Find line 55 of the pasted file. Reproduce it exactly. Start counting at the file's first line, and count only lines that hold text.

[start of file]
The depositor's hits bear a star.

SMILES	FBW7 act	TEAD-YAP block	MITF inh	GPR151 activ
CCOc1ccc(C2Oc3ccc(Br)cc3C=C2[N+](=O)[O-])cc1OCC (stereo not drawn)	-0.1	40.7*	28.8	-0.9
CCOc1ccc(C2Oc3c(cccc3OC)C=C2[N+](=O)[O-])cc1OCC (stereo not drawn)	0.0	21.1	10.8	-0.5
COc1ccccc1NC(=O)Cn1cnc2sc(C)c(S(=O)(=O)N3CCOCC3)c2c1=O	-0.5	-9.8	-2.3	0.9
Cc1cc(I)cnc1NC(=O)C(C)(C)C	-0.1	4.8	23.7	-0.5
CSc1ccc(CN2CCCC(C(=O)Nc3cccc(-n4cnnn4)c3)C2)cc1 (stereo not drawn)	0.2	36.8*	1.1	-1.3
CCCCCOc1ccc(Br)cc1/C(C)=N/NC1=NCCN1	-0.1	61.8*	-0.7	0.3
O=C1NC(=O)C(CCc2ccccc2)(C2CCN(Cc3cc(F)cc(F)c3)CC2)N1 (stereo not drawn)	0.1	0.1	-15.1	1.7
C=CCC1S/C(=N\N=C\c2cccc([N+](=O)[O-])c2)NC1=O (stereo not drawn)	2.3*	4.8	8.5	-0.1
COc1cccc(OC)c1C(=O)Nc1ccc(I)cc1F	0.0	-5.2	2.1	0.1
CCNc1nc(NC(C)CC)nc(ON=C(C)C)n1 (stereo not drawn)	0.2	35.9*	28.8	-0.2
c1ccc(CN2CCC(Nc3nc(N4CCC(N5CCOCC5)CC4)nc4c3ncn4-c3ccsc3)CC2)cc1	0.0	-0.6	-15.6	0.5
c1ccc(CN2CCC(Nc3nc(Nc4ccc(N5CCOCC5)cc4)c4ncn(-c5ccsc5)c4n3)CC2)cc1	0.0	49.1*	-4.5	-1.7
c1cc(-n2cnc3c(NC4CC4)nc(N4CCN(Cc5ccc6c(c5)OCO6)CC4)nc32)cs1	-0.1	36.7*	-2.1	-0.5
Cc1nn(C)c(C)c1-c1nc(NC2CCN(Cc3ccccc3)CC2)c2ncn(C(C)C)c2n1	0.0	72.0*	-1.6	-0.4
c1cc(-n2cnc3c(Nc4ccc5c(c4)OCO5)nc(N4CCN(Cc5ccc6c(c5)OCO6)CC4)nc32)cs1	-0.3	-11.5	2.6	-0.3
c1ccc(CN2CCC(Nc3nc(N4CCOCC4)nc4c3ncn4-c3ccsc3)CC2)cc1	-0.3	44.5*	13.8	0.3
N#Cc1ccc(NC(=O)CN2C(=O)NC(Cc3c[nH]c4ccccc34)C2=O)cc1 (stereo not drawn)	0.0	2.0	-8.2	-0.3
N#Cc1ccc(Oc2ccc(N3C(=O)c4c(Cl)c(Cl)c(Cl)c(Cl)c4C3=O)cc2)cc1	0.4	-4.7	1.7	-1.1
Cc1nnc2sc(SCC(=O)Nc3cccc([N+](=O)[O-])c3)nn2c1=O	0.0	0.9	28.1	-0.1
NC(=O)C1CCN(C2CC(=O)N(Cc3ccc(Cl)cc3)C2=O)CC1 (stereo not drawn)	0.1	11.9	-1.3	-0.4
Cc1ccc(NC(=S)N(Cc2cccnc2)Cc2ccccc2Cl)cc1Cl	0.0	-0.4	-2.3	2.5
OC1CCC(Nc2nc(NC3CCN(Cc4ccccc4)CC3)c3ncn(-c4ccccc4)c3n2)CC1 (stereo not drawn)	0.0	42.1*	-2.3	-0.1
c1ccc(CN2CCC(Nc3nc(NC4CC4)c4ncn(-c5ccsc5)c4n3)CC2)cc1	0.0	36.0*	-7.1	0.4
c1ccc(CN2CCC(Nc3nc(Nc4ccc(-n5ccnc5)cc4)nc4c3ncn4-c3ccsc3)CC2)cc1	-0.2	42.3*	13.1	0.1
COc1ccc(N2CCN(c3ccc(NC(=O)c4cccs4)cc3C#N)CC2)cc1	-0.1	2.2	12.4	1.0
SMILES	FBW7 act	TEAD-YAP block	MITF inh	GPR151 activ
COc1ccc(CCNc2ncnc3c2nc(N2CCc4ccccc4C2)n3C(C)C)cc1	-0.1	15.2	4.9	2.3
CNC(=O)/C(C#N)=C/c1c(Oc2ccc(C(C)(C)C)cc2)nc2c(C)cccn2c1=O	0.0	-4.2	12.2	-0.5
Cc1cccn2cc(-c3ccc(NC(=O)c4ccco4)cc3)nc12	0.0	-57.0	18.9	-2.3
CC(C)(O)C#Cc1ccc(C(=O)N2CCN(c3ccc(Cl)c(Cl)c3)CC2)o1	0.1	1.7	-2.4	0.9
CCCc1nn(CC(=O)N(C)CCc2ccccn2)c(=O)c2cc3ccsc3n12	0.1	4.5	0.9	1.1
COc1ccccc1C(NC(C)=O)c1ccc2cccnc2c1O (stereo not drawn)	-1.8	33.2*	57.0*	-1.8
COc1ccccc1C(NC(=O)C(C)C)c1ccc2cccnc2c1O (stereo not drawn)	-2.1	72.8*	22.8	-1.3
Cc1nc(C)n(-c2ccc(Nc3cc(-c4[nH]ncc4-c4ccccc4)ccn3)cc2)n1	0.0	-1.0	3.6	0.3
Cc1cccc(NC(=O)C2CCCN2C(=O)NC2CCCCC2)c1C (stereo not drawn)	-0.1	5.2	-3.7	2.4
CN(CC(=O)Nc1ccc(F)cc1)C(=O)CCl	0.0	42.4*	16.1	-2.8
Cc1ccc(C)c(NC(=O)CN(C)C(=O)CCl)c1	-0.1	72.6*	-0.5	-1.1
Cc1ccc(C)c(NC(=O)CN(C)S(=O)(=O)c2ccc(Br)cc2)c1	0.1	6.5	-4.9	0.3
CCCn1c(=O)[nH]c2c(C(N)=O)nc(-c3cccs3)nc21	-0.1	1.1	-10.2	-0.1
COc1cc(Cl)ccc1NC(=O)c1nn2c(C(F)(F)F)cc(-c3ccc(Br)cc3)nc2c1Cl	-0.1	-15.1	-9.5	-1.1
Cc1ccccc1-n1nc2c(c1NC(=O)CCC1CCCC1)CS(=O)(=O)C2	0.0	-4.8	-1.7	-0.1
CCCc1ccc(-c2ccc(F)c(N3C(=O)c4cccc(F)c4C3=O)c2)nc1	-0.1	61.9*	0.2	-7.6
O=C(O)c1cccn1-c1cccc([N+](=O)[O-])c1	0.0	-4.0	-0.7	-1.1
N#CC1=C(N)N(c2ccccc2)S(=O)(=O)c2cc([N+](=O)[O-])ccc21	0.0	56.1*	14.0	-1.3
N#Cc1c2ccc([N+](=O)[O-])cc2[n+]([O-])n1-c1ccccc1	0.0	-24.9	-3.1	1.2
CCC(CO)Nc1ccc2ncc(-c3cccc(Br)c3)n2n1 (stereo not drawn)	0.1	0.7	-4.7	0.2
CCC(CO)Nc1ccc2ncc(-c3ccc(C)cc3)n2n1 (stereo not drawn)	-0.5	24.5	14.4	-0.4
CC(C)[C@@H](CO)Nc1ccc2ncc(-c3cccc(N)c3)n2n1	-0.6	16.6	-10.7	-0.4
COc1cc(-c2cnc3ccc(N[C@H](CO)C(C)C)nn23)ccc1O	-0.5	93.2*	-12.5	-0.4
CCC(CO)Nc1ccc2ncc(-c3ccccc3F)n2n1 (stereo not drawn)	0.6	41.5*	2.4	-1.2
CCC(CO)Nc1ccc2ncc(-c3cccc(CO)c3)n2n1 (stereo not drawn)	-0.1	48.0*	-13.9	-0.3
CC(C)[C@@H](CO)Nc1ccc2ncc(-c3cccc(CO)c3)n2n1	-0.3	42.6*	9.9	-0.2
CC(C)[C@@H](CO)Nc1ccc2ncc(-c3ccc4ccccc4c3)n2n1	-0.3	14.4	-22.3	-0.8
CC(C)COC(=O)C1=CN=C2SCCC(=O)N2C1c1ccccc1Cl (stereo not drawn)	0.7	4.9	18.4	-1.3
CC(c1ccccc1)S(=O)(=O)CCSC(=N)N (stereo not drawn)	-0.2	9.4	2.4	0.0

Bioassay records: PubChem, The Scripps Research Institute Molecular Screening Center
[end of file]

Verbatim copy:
CC(C)[C@@H](CO)Nc1ccc2ncc(-c3ccc4ccccc4c3)n2n1	-0.3	14.4	-22.3	-0.8